Conference Room with ChartYou been working on a major new growth initiative for your company. The prospects for success are good. But it’s time to make some big decisions regarding next steps.

Up until now, your boss has been providing the C-suite with progress reports. But today, he’s asked you to present at next week’s review.

You feel like a minor league pitcher that’s been called up to the majors. What an opportunity! You’re about to get an audience with the big shots that dole out raises, bonuses, and promotions. You’re excited.

But, you’re also terrified. What if you botch it?

It’s normal to be nervous. There are certainly plenty of ways to fail.  Reduce your chances by avoiding these four.

1. Surprise The Boss In Front Of The Boss

In this scenario you’re in what is known as a skip-level presentation. That is the most senior executive in the target audience is hearing from two levels down in the organization. He is skipping the level that reports directly to him.

The standing presumption in the room is that your immediate boss, the level being skipped, is already familiar with the content that you’ll be presenting.  If you announce a new idea or issue that you haven’t run by your boss, bad things will happen to you.

First, you will put your boss in the position of having to comment on a topic for which he is unprepared. For that, he will be beyond irritated with you. This is especially true if spring some surprise bad news. Second, you’ll be seen as an unpredictable loose cannon in an executive setting.

Your boss thought enough of you to give you some exposure to the company leadership. Demonstrate that you deserved that opportunity by sticking to the script.

2. Yield To The Friendlies

The bleachers are likely filled with other ambitious, aspiring professionals like yourself.  They are likely from neighboring business units or functions and at the same management level as you.  They are your peers, people that you work with every day. They are the “friendlies.”

Expect questions from them.  Questions that will be right in your strike zone. You’ll know the answers. Your back-up slides will contain the exact detail that they are looking for.  You’ll feel smart and confident answering them.

Caution! Don’t be seduced by what seems like an opportunity to showcase your capabilities.  The friendlies are not your target audience. The most senior executive in the room is.

Your peers and the senior executives in the room have different information needs. The second you leave your primary storyline to field easy grounders from the friendlies, your target audience will get frustrated with you. They will  see you as unfocused and failing to get to the point.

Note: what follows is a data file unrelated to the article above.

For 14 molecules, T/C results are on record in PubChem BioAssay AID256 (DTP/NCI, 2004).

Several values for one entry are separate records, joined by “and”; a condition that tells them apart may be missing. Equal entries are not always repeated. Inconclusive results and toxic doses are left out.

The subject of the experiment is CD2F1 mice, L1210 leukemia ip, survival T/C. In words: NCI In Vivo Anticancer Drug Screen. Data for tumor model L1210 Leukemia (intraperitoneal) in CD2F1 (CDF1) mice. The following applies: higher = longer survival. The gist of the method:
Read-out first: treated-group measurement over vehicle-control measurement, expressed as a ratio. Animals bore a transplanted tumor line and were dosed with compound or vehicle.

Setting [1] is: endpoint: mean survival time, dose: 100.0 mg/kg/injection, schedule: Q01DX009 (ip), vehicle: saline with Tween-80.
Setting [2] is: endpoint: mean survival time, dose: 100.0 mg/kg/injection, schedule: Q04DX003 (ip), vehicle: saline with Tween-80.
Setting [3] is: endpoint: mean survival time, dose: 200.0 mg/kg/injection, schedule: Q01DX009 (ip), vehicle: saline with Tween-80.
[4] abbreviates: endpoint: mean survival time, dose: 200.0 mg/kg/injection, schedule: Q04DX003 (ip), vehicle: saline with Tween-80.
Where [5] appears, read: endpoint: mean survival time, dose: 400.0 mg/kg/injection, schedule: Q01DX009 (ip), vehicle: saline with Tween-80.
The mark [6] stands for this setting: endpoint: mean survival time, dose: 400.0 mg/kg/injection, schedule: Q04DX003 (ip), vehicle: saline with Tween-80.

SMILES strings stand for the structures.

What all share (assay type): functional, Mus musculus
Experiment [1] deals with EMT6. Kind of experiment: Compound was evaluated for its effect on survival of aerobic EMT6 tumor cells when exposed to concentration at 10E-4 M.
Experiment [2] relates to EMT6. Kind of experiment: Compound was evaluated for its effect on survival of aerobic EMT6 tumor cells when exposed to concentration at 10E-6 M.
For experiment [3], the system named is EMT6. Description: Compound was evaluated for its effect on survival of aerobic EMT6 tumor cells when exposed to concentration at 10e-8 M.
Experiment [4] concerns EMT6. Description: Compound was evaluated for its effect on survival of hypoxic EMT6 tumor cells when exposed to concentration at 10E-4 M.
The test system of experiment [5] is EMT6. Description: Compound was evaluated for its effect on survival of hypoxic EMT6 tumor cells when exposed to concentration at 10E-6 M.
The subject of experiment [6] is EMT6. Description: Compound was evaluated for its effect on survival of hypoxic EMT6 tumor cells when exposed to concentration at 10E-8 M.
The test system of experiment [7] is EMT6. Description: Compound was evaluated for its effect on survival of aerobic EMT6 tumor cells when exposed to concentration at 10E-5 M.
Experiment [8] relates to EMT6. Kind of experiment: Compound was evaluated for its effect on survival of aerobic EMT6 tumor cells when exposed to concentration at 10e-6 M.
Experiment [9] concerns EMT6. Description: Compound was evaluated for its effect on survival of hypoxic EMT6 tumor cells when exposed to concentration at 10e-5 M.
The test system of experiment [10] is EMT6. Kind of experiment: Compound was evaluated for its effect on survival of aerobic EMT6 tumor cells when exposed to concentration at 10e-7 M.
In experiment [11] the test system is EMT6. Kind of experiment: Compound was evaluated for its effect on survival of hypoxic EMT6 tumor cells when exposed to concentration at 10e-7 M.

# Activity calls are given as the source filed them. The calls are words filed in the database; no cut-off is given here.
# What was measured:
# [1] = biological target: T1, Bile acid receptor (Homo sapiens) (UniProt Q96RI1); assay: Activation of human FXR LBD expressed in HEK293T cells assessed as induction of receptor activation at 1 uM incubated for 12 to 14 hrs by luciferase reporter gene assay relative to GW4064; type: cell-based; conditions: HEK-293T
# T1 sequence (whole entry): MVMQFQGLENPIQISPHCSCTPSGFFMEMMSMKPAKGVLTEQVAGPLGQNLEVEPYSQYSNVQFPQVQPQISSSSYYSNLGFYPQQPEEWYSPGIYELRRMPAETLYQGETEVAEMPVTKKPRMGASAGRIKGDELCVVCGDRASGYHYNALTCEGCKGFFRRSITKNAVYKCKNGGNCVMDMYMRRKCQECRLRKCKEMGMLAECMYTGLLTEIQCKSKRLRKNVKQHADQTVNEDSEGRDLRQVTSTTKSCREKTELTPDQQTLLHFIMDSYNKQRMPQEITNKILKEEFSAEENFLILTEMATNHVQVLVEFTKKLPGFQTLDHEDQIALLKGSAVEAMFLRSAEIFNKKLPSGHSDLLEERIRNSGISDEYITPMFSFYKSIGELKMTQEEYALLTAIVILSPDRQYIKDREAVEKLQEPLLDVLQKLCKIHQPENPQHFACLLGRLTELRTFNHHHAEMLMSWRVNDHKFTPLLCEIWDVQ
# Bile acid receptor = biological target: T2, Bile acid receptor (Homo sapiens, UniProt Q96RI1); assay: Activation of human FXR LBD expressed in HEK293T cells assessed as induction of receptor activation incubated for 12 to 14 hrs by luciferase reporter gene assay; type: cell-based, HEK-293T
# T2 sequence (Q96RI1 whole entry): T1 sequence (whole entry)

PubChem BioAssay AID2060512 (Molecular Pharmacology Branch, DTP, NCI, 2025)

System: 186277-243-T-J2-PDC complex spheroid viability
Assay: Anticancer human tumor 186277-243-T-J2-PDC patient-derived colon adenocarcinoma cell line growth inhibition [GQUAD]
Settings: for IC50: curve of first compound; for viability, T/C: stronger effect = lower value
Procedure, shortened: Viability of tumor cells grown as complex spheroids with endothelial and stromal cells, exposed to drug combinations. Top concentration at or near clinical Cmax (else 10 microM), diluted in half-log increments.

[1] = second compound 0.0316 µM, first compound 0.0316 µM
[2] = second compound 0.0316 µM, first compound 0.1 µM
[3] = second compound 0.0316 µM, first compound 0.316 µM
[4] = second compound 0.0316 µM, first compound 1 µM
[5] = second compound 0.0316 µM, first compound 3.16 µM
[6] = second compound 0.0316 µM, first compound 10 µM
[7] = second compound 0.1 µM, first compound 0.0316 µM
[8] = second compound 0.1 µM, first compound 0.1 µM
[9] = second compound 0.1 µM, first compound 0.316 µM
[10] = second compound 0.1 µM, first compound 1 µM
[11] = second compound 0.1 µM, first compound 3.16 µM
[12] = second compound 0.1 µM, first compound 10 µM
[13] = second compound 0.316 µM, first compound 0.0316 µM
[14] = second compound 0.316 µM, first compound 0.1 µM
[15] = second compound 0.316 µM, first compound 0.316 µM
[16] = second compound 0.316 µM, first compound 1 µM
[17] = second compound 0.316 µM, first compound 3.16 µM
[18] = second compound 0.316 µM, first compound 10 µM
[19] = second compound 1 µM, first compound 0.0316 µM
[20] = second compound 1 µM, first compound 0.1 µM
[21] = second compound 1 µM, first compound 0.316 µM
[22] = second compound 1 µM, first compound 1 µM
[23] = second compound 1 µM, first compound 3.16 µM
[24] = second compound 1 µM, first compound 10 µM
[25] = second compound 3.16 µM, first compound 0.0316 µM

The senior executives are impatient and short on time. They are attending your presentation to get information that they need to do their jobs. Serve them. You can play ball with the friendlies another time.

3. Present Your Details, Not Theirs

When speaking to senior executives, the standard advice is “Summarize to a high level.” This advice is flawed.

It doesn’t consider the needs of the audience.  The information a senior executive needs about a growth initiative is different from the information the project manager needs. Not just in abstraction level, but also in substance.

When presenting to executives, don’t just summarize the information that you use to do your job. Ask yourself “What information do the senior executives need in order to do theirs.”

Better yet, ask them. Then deliver the details that they need.

4. Feign Expertise

You’re in an environment where you are presenting to management one or more levels above you. At some point, you are going to get a question for which you have no answer.

You want to be viewed as potential executive material. You want to demonstrate a grasp of the big issues and the ability to address them with skill and confidence. Answering, “I don’t know” feels like admitting that you’re not ready for the big leagues.

However, you must resist the urge to feign expertise that you don’t have. If you don’t, those more seasoned than you in the room will see right through it. All the credibility that you’ve built up to this point in your presentation will be lost.

A better response would be, “I don’t have a well thought out answer to that question right now. But I’ll get one.”

Maybe leaving a question unanswered means you didn’t hit a home run, but at least you won’t fly out in the bottom of the ninth.

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